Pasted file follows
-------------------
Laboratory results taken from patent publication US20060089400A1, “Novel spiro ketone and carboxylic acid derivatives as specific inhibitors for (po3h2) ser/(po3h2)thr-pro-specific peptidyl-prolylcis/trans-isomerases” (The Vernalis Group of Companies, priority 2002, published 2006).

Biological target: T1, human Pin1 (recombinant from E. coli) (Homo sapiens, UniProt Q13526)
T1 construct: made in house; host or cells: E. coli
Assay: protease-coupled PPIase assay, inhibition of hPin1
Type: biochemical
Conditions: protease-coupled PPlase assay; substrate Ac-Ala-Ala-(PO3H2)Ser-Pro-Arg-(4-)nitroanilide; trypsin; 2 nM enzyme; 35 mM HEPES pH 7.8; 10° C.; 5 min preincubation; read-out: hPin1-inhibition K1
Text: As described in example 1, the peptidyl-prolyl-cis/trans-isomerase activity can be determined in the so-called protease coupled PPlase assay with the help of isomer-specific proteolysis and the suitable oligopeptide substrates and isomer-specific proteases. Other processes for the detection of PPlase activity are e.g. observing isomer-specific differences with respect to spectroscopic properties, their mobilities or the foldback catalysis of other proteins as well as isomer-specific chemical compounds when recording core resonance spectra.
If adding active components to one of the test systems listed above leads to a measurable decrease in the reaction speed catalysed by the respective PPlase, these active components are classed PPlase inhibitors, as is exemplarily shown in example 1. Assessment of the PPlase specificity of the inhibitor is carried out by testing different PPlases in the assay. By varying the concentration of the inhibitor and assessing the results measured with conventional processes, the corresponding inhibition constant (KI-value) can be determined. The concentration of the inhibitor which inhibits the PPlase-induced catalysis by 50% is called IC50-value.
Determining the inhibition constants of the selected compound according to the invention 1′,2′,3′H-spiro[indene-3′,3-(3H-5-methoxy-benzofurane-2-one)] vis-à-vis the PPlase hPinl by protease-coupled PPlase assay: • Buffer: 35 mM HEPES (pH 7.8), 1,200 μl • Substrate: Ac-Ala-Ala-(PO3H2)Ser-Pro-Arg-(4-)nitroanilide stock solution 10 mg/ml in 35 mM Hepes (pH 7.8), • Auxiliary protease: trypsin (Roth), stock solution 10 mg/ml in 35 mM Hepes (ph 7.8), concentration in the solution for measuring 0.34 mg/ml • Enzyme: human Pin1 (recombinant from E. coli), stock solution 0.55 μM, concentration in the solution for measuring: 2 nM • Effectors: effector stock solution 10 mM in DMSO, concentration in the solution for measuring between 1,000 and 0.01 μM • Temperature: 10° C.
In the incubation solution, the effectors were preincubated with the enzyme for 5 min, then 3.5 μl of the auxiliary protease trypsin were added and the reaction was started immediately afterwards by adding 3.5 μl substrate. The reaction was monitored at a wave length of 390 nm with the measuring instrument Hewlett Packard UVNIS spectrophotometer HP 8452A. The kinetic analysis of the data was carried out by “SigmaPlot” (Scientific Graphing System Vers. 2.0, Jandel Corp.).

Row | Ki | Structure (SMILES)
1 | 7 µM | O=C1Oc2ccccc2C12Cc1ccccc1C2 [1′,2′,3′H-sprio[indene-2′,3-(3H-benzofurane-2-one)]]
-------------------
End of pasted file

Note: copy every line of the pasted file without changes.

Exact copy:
Laboratory results taken from patent publication US20060089400A1, “Novel spiro ketone and carboxylic acid derivatives as specific inhibitors for (po3h2) ser/(po3h2)thr-pro-specific peptidyl-prolylcis/trans-isomerases” (The Vernalis Group of Companies, priority 2002, published 2006).

Biological target: T1, human Pin1 (recombinant from E. coli) (Homo sapiens, UniProt Q13526)
T1 construct: made in house; host or cells: E. coli
Assay: protease-coupled PPIase assay, inhibition of hPin1
Type: biochemical
Conditions: protease-coupled PPlase assay; substrate Ac-Ala-Ala-(PO3H2)Ser-Pro-Arg-(4-)nitroanilide; trypsin; 2 nM enzyme; 35 mM HEPES pH 7.8; 10° C.; 5 min preincubation; read-out: hPin1-inhibition K1
Text: As described in example 1, the peptidyl-prolyl-cis/trans-isomerase activity can be determined in the so-called protease coupled PPlase assay with the help of isomer-specific proteolysis and the suitable oligopeptide substrates and isomer-specific proteases. Other processes for the detection of PPlase activity are e.g. observing isomer-specific differences with respect to spectroscopic properties, their mobilities or the foldback catalysis of other proteins as well as isomer-specific chemical compounds when recording core resonance spectra.
If adding active components to one of the test systems listed above leads to a measurable decrease in the reaction speed catalysed by the respective PPlase, these active components are classed PPlase inhibitors, as is exemplarily shown in example 1. Assessment of the PPlase specificity of the inhibitor is carried out by testing different PPlases in the assay. By varying the concentration of the inhibitor and assessing the results measured with conventional processes, the corresponding inhibition constant (KI-value) can be determined. The concentration of the inhibitor which inhibits the PPlase-induced catalysis by 50% is called IC50-value.
Determining the inhibition constants of the selected compound according to the invention 1′,2′,3′H-spiro[indene-3′,3-(3H-5-methoxy-benzofurane-2-one)] vis-à-vis the PPlase hPinl by protease-coupled PPlase assay: • Buffer: 35 mM HEPES (pH 7.8), 1,200 μl • Substrate: Ac-Ala-Ala-(PO3H2)Ser-Pro-Arg-(4-)nitroanilide stock solution 10 mg/ml in 35 mM Hepes (pH 7.8), • Auxiliary protease: trypsin (Roth), stock solution 10 mg/ml in 35 mM Hepes (ph 7.8), concentration in the solution for measuring 0.34 mg/ml • Enzyme: human Pin1 (recombinant from E. coli), stock solution 0.55 μM, concentration in the solution for measuring: 2 nM • Effectors: effector stock solution 10 mM in DMSO, concentration in the solution for measuring between 1,000 and 0.01 μM • Temperature: 10° C.
In the incubation solution, the effectors were preincubated with the enzyme for 5 min, then 3.5 μl of the auxiliary protease trypsin were added and the reaction was started immediately afterwards by adding 3.5 μl substrate. The reaction was monitored at a wave length of 390 nm with the measuring instrument Hewlett Packard UVNIS spectrophotometer HP 8452A. The kinetic analysis of the data was carried out by “SigmaPlot” (Scientific Graphing System Vers. 2.0, Jandel Corp.).

Row | Ki | Structure (SMILES)
1 | 7 µM | O=C1Oc2ccccc2C12Cc1ccccc1C2 [1′,2′,3′H-sprio[indene-2′,3-(3H-benzofurane-2-one)]]